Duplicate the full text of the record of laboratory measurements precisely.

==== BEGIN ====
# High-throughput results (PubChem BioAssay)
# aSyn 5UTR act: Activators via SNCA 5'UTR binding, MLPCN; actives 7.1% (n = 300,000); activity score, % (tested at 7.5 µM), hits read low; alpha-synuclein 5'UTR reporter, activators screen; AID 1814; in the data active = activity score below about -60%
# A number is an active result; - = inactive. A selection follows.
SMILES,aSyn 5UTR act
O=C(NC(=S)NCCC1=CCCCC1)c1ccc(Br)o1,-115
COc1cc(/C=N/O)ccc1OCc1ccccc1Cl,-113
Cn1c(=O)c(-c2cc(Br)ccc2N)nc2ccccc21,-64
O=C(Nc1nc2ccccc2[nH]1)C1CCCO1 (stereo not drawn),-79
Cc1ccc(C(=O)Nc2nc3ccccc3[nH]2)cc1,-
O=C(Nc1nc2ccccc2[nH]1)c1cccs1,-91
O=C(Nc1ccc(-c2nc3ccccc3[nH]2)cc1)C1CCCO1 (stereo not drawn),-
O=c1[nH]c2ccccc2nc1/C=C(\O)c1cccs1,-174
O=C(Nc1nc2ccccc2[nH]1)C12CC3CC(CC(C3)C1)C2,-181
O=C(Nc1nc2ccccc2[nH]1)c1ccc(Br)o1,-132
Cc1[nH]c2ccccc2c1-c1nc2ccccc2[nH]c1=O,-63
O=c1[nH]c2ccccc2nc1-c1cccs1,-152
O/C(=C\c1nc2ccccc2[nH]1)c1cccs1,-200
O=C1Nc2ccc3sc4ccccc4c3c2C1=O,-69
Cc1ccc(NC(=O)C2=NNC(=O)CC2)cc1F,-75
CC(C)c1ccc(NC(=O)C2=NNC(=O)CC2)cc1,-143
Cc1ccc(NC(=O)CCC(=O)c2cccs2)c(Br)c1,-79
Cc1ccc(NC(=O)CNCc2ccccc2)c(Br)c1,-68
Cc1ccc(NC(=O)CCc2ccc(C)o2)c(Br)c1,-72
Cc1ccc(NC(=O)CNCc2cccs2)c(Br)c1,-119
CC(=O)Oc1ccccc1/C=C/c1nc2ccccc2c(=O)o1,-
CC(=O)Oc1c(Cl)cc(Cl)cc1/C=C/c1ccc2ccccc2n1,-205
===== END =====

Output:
# High-throughput results (PubChem BioAssay)
# aSyn 5UTR act: Activators via SNCA 5'UTR binding, MLPCN; actives 7.1% (n = 300,000); activity score, % (tested at 7.5 µM), hits read low; alpha-synuclein 5'UTR reporter, activators screen; AID 1814; in the data active = activity score below about -60%
# A number is an active result; - = inactive. A selection follows.
SMILES,aSyn 5UTR act
O=C(NC(=S)NCCC1=CCCCC1)c1ccc(Br)o1,-115
COc1cc(/C=N/O)ccc1OCc1ccccc1Cl,-113
Cn1c(=O)c(-c2cc(Br)ccc2N)nc2ccccc21,-64
O=C(Nc1nc2ccccc2[nH]1)C1CCCO1 (stereo not drawn),-79
Cc1ccc(C(=O)Nc2nc3ccccc3[nH]2)cc1,-
O=C(Nc1nc2ccccc2[nH]1)c1cccs1,-91
O=C(Nc1ccc(-c2nc3ccccc3[nH]2)cc1)C1CCCO1 (stereo not drawn),-
O=c1[nH]c2ccccc2nc1/C=C(\O)c1cccs1,-174
O=C(Nc1nc2ccccc2[nH]1)C12CC3CC(CC(C3)C1)C2,-181
O=C(Nc1nc2ccccc2[nH]1)c1ccc(Br)o1,-132
Cc1[nH]c2ccccc2c1-c1nc2ccccc2[nH]c1=O,-63
O=c1[nH]c2ccccc2nc1-c1cccs1,-152
O/C(=C\c1nc2ccccc2[nH]1)c1cccs1,-200
O=C1Nc2ccc3sc4ccccc4c3c2C1=O,-69
Cc1ccc(NC(=O)C2=NNC(=O)CC2)cc1F,-75
CC(C)c1ccc(NC(=O)C2=NNC(=O)CC2)cc1,-143
Cc1ccc(NC(=O)CCC(=O)c2cccs2)c(Br)c1,-79
Cc1ccc(NC(=O)CNCc2ccccc2)c(Br)c1,-68
Cc1ccc(NC(=O)CCc2ccc(C)o2)c(Br)c1,-72
Cc1ccc(NC(=O)CNCc2cccs2)c(Br)c1,-119
CC(=O)Oc1ccccc1/C=C/c1nc2ccccc2c(=O)o1,-
CC(=O)Oc1c(Cl)cc(Cl)cc1/C=C/c1ccc2ccccc2n1,-205